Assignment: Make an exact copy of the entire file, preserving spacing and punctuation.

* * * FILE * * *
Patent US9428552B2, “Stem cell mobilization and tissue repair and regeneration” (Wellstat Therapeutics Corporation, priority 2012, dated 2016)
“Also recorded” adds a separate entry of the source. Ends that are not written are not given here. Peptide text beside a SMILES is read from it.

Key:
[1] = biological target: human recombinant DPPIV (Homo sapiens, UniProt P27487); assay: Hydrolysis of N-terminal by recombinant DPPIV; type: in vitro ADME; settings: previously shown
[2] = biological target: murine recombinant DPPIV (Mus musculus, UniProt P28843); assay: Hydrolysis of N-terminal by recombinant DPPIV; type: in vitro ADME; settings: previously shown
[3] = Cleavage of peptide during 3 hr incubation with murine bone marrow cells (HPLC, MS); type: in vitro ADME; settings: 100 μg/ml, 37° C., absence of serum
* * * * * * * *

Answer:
Patent US9428552B2, “Stem cell mobilization and tissue repair and regeneration” (Wellstat Therapeutics Corporation, priority 2012, dated 2016)
“Also recorded” adds a separate entry of the source. Ends that are not written are not given here. Peptide text beside a SMILES is read from it.

Key:
[1] = biological target: human recombinant DPPIV (Homo sapiens, UniProt P27487); assay: Hydrolysis of N-terminal by recombinant DPPIV; type: in vitro ADME; settings: previously shown
[2] = biological target: murine recombinant DPPIV (Mus musculus, UniProt P28843); assay: Hydrolysis of N-terminal by recombinant DPPIV; type: in vitro ADME; settings: previously shown
[3] = Cleavage of peptide during 3 hr incubation with murine bone marrow cells (HPLC, MS); type: in vitro ADME; settings: 100 μg/ml, 37° C., absence of serum